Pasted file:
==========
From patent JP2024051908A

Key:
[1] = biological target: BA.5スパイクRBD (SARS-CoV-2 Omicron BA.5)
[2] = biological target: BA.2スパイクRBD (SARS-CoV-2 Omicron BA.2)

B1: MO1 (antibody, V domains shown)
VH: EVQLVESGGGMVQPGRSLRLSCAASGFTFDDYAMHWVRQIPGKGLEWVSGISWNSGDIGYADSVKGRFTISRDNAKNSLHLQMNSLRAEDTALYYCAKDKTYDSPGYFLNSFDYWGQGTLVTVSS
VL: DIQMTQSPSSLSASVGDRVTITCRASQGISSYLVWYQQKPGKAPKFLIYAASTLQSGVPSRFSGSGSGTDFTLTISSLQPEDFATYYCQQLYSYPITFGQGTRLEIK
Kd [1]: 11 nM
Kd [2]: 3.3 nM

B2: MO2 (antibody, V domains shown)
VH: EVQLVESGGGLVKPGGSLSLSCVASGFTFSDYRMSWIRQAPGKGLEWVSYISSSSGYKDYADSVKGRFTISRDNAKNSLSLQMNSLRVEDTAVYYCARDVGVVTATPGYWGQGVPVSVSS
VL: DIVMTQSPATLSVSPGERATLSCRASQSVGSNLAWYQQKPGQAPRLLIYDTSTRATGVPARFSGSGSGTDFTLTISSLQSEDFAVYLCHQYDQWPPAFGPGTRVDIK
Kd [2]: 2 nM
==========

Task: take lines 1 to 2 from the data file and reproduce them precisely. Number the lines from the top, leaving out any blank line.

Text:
From patent JP2024051908A

Key: